I started this explorative journey with Joe Wright’s Pride and Prejudice as one of the adaptations I was looking at and it really gave me the urge to rewatch Atonement which he also directed, also starred Kiera Knightley, and works as an adaptation for me so much better. So let’s begin in the same place as before, with the characters, plot, themes, and aesthetics and the original novel by Ian McEwan. While it was easy to talk about them one at a time before, in this film adaptation they bleed together, much as they do in the novel itself.
First off, I don’t know whether to be glad or disappointed that this was the first McEwan novel I read because it is leagues ahead of all the other works of his that I’ve read since. This novel isn’t singlehandedly responsible for my deep (occasionally obsessive) interest in perspective and narrative (and memory) but it certainly had a very significant impact. Being given the initial incidents in the three central characters’ perspectives—two active participants and one observational but wanting to be active—plays with characters’ understandings and projections onto each other as much as their own feelings about given events. The first third or so of the story is very sequential, that is where most of the story’s plot occurs too, with the rest being the lingering fall out of that plot, meandering toward the confrontation with Briony’s apology and the final revelations. It’s looser in many ways than something like Pride and Prejudice which has such a strict pattern of one event directly leading to another, and so on, and so forth. The absolutely-must-include scenes for Atonement are probably the fountain scene, the library scene, the search and its aftermath, then the journey to and arrival at Dunkirk, Briony meeting with Cecelia and Robbie, and the final interview with its final revelation. The cast of characters is on the smaller side (compared to Pride and Prejudice) as well, which makes balancing them within the story more manageable (many from the first stretch only make what amount to cameos in the later half of the story/film), alluded to rather than physically present. Aesthetically, I don’t remember much about the novel’s style beyond its narrative style (I did, for the record, read it a year or two before the film adaptation hit theaters and that was 90% of why I was excited to see it) but the film’s approach and execution aesthetically still give me chills when I watch. What’s more, the Atonement adaptation is the perfect opportunity to bring up another challenging aspect of the adaptation process: the iconic. Many works have iconic moments, costumes, sets/scenery, dialogue, etc. and how they’re handled in an adaptation can help make or break its reception with existing book fans. I’ll address it later, but for Atonement the iconic element that immediately comes to mind is Cecelia’s green dress.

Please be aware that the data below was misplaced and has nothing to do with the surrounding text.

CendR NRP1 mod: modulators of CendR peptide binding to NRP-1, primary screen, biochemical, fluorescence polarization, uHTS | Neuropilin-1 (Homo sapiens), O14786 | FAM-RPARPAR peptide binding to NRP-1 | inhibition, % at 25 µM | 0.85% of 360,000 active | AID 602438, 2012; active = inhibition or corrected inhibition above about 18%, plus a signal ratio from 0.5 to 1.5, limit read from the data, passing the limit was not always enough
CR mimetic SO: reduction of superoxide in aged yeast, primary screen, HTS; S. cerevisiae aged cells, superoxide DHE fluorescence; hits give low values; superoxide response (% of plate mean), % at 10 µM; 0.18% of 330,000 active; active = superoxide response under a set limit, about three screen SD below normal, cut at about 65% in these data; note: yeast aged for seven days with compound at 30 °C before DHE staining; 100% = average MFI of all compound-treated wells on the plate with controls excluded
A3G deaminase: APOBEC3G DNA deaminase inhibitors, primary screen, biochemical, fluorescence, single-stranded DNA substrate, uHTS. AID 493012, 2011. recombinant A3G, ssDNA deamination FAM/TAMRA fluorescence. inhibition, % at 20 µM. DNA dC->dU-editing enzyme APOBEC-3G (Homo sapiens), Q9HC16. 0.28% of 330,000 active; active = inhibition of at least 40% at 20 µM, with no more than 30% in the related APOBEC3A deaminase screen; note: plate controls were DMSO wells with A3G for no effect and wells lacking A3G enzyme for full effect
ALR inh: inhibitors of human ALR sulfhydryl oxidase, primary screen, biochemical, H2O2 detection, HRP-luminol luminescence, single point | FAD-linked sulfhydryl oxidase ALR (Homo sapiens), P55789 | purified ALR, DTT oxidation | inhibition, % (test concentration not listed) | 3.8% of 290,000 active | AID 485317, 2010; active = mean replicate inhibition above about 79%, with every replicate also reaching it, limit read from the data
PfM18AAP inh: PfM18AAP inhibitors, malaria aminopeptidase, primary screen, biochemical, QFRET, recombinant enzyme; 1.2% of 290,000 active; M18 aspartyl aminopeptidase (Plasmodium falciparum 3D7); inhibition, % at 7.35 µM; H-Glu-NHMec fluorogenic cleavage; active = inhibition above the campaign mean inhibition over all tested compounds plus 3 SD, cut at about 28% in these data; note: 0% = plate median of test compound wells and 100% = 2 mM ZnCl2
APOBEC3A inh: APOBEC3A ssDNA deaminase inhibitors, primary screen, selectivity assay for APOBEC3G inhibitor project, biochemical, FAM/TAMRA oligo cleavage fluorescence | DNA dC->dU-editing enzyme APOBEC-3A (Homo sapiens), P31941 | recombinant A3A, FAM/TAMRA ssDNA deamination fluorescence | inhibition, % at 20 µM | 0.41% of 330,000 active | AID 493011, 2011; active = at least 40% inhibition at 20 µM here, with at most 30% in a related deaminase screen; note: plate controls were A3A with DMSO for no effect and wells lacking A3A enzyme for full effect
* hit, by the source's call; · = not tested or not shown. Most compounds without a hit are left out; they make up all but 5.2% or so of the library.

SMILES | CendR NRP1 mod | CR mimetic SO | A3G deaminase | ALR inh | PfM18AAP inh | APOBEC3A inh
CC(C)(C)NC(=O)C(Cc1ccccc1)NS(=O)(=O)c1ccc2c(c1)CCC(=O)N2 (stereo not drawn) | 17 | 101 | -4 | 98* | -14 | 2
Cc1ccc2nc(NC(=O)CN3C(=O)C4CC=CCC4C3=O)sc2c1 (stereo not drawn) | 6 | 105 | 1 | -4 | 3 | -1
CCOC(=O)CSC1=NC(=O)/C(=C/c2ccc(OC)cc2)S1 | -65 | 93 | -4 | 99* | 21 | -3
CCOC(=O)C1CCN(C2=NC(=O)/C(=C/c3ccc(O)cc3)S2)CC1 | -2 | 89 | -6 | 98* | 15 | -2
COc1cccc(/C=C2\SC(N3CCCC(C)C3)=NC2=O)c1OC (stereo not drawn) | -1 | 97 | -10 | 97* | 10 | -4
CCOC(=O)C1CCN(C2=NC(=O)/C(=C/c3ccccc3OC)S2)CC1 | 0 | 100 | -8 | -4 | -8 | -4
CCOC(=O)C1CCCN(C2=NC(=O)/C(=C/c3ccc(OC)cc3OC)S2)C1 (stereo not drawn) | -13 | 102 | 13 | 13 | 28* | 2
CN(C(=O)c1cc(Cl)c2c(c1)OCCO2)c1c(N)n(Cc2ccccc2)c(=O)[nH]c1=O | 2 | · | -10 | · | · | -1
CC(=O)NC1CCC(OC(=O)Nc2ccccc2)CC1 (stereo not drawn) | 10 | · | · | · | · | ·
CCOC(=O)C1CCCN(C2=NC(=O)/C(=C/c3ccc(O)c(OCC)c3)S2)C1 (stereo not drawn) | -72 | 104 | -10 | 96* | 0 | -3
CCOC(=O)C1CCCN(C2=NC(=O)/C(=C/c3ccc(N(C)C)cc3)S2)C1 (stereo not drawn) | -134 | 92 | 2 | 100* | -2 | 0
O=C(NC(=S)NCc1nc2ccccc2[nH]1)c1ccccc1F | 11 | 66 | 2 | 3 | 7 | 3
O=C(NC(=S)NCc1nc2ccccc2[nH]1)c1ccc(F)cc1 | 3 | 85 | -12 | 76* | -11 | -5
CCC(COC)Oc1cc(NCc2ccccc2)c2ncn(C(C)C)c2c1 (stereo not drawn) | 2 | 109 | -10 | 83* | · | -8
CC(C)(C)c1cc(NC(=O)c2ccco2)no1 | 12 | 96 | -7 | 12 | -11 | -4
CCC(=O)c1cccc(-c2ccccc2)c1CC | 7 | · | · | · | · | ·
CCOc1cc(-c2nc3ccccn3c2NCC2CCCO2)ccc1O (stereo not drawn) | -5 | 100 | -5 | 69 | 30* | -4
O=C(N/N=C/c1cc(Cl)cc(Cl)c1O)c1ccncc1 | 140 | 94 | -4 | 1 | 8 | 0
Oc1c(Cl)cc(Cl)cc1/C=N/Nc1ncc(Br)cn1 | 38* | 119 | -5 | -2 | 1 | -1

I guess all that’s left to do is dive in and see where the flow of getting my thoughts down takes me. Continue reading